125g unsalted butter, at room temperature
2 tablespoons demerara sugar
7 tablespoons golden syrup
For the filling
50g caster sugar
50g demerara sugar
Preheat the oven to 180C / 160C fan. First make what is going to become the sticky caramel topping. Beat the butter, preferably with the aid of machinery, until soft, light and airy. Beat in the sugar and golden syrup. Roughly chop the pecans into large pieces. Divide the butter mixture between the cups of a 12 hole muffin tin, and drop a couple of pecan pieces onto the top of the mixture in each.
Next, make the filling for the pastries. Melt the 25g butter and leave to one side. Blitz the pecans into a sandy rubble, and mix together with the two types of sugar.
On a well floured surface (and see the introduction to the Danish pastry post), roll out the dough into a rectangle around 50cm by 30cm, with the long edge facing you. Brush the surface of the pastry with the melted butter, and then sprinkle over the nutty-sugar filling, going right up to the edges. Now you want to roll up the pastry, rolling up the long edge, away from you, pressing down firmly enough so you end up with a not squashed but tightly rolled sausage. Slice this into 12 pieces, and pop a piece, cut side up, into each cup of the muffin tin, pushing it down a little into the butter and nuts. Put to one side for around 20 minutes or so, to let the rolls rise a little. Bake in the preheated oven for 20-25 minutes, until golden. Meanwhile, line a baking tray, larger than the muffin tin, with foil or baking parchment.
Once the pastries are out of the oven, place the upside-down, parchment or foil lined tray over the muffin tin. Using oven gloves and a balance of caution and bravery, turn the whole thing upside-down, so that the muffin tin is now at the top of the pile, bottom up. Carefully lift off the muffin tin, leaving the rolls, now with their caramel-nut tops, on the lined tray. Spoon any nuts or caramel left in the muffin tin back over the rolls. Let them cool slightly, if you can manage it.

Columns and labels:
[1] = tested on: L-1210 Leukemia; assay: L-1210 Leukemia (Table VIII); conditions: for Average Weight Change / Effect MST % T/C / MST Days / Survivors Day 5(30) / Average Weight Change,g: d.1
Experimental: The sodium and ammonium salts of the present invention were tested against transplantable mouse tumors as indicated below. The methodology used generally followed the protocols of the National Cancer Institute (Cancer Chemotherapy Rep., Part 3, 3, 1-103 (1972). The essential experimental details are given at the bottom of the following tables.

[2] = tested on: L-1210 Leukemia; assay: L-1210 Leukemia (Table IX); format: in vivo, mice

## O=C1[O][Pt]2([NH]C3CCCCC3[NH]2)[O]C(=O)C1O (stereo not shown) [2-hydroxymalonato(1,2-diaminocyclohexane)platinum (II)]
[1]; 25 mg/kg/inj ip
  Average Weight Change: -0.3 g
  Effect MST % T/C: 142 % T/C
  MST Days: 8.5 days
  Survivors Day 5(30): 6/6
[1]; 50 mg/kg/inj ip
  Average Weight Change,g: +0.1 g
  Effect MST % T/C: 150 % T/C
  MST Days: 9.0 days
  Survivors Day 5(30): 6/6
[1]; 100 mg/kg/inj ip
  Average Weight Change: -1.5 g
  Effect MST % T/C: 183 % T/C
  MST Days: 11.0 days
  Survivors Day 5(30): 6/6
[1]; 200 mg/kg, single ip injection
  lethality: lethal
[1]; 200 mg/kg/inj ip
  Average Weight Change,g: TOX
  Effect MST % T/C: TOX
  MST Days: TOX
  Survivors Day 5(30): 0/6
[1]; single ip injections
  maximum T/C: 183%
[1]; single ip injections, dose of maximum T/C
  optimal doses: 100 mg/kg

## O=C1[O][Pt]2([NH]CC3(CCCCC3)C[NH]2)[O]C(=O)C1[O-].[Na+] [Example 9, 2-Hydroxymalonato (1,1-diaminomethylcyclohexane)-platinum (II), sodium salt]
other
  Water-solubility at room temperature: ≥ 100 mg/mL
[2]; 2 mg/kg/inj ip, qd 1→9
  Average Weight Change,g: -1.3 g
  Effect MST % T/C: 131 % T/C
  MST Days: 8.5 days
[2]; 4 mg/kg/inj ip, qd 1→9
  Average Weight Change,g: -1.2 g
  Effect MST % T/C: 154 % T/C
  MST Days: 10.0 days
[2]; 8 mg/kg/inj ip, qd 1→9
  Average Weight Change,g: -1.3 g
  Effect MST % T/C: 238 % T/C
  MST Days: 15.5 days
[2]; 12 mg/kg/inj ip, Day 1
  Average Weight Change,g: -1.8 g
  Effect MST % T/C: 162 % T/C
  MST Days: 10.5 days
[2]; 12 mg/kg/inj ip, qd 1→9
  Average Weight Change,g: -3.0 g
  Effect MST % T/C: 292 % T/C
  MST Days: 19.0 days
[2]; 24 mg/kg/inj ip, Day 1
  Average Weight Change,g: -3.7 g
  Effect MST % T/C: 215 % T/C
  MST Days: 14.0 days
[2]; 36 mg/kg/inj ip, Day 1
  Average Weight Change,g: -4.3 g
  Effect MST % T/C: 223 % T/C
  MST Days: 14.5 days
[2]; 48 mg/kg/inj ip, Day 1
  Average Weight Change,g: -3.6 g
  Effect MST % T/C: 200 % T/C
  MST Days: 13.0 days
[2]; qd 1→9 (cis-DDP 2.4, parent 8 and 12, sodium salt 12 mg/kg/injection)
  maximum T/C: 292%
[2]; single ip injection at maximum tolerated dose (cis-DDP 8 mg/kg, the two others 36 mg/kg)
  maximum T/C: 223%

I’ve already touched a little on this tarte tatin in my post on Danish pastry, which is used as the base of this otherwise traditional French apple and caramel tarte. If you don’t know, the story goes that this tarte was invented by accident, starting off as apples cooking for an apple pie being overdone, and rescued by putting the pastry base on top of the apples in the pan, baking in the oven and being turned out onto a plate. You want to use firm eating apples here, rather than cooking apples which will disintegrate into a puree as you cook them. I used Granny Smith, which I think work well here as its slightly acidic taste counters the sweet, buttery caramel somewhat.
This recipe is adapted from Nigella Lawson’s How To Be a Domestic Goddess, and the adapting, really, was just making this a little easier, for me, resulting in a slightly more ramshackle, homespun looking tarte. That is to say, the recipe calls for halved and cored apples, arranged fairly neatly, hump side down in the pan, and thus gleaming, hump side up in the plated tarte. I like to use my all in one apple-corer-and-wedger (and I’m not one, really, for single-application kitchen gadgets, but this is one labour-saver I’ll make an exception for) which divides each fruit into eight perfect segments and removes the core at the same time, so I ended up with apple slices, rather than halves. A quick internet search will show you that the popular way of presenting a tarte tatin made with sliced apples involves arranged the apple slices neatly in a spiral or concentric circles. This seems like far too much effort for the same end result, taste wise, and also, despite slightly enjoying the element of danger inherent in upturning the hot tatin, scalding caramel and all, onto a serving plate, arranging the slices individually in bubbling sugar is where I draw the line.